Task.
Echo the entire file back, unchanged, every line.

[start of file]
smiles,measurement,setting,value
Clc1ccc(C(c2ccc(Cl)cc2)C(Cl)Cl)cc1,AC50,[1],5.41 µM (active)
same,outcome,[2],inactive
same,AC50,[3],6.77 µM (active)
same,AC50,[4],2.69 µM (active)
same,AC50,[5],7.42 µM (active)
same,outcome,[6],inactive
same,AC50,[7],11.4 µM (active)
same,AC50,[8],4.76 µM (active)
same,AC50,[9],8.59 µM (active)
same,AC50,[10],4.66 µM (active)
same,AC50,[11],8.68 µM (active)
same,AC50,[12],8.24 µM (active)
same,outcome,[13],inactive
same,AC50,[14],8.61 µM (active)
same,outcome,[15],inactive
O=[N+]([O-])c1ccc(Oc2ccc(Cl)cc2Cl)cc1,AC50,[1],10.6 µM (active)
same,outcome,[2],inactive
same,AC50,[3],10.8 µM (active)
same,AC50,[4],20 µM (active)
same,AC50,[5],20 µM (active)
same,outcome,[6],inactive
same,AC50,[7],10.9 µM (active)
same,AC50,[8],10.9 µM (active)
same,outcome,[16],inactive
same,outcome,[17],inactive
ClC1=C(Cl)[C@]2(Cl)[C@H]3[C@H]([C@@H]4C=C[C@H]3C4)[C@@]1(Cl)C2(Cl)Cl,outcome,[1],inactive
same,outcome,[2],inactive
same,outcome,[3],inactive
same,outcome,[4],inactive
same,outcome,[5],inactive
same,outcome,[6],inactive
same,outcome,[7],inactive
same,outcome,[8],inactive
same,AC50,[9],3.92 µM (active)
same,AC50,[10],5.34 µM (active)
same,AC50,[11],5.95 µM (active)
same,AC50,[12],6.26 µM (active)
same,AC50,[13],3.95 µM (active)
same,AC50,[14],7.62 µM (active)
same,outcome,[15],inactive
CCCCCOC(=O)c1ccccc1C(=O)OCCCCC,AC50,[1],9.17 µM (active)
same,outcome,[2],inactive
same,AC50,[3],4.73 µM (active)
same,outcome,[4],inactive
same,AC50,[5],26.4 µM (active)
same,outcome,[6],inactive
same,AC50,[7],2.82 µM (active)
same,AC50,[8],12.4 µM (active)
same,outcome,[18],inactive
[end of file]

smiles,measurement,setting,value
Clc1ccc(C(c2ccc(Cl)cc2)C(Cl)Cl)cc1,AC50,[1],5.41 µM (active)
same,outcome,[2],inactive
same,AC50,[3],6.77 µM (active)
same,AC50,[4],2.69 µM (active)
same,AC50,[5],7.42 µM (active)
same,outcome,[6],inactive
same,AC50,[7],11.4 µM (active)
same,AC50,[8],4.76 µM (active)
same,AC50,[9],8.59 µM (active)
same,AC50,[10],4.66 µM (active)
same,AC50,[11],8.68 µM (active)
same,AC50,[12],8.24 µM (active)
same,outcome,[13],inactive
same,AC50,[14],8.61 µM (active)
same,outcome,[15],inactive
O=[N+]([O-])c1ccc(Oc2ccc(Cl)cc2Cl)cc1,AC50,[1],10.6 µM (active)
same,outcome,[2],inactive
same,AC50,[3],10.8 µM (active)
same,AC50,[4],20 µM (active)
same,AC50,[5],20 µM (active)
same,outcome,[6],inactive
same,AC50,[7],10.9 µM (active)
same,AC50,[8],10.9 µM (active)
same,outcome,[16],inactive
same,outcome,[17],inactive
ClC1=C(Cl)[C@]2(Cl)[C@H]3[C@H]([C@@H]4C=C[C@H]3C4)[C@@]1(Cl)C2(Cl)Cl,outcome,[1],inactive
same,outcome,[2],inactive
same,outcome,[3],inactive
same,outcome,[4],inactive
same,outcome,[5],inactive
same,outcome,[6],inactive
same,outcome,[7],inactive
same,outcome,[8],inactive
same,AC50,[9],3.92 µM (active)
same,AC50,[10],5.34 µM (active)
same,AC50,[11],5.95 µM (active)
same,AC50,[12],6.26 µM (active)
same,AC50,[13],3.95 µM (active)
same,AC50,[14],7.62 µM (active)
same,outcome,[15],inactive
CCCCCOC(=O)c1ccccc1C(=O)OCCCCC,AC50,[1],9.17 µM (active)
same,outcome,[2],inactive
same,AC50,[3],4.73 µM (active)
same,outcome,[4],inactive
same,AC50,[5],26.4 µM (active)
same,outcome,[6],inactive
same,AC50,[7],2.82 µM (active)
same,AC50,[8],12.4 µM (active)
same,outcome,[18],inactive